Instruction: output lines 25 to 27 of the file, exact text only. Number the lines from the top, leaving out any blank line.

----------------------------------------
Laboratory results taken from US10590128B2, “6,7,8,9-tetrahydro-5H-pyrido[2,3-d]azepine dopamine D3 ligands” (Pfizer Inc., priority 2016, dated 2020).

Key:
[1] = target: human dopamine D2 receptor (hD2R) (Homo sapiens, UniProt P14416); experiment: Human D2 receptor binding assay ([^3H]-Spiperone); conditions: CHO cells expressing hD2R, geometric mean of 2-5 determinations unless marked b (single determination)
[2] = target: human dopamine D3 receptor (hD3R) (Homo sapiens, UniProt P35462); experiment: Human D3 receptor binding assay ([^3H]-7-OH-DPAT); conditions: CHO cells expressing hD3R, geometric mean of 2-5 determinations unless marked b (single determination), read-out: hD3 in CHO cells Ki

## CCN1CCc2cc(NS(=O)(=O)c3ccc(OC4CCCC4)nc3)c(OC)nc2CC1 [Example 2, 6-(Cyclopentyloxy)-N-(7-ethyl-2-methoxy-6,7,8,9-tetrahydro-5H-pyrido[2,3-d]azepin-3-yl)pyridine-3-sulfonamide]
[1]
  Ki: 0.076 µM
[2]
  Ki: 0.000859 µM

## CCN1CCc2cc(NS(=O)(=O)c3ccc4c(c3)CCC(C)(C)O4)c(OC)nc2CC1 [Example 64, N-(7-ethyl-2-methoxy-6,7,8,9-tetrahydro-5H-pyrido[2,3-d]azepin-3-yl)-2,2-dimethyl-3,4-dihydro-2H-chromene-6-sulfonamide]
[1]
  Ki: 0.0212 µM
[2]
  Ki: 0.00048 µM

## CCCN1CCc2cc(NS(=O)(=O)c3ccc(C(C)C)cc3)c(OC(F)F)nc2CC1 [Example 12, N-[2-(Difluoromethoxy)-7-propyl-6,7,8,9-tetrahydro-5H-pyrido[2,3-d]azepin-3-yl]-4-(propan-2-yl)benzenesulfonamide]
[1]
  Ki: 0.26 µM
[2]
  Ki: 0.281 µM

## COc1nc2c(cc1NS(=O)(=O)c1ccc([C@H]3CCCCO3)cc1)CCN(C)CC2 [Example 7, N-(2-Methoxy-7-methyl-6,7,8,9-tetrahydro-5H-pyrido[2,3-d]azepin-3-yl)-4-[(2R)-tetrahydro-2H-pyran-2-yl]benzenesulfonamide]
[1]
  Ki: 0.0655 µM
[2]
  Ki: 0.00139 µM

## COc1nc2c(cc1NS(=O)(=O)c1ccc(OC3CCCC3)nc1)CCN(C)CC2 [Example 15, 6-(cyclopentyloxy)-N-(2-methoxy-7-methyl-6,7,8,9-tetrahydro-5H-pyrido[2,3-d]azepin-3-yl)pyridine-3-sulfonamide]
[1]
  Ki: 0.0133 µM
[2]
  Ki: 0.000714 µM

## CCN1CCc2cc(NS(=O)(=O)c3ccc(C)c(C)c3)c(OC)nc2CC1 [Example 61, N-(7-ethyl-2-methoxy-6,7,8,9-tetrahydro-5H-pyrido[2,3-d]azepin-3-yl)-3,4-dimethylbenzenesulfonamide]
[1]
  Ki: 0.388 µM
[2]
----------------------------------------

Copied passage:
## COc1nc2c(cc1NS(=O)(=O)c1ccc(OC3CCCC3)nc1)CCN(C)CC2 [Example 15, 6-(cyclopentyloxy)-N-(2-methoxy-7-methyl-6,7,8,9-tetrahydro-5H-pyrido[2,3-d]azepin-3-yl)pyridine-3-sulfonamide]
[1]
  Ki: 0.0133 µM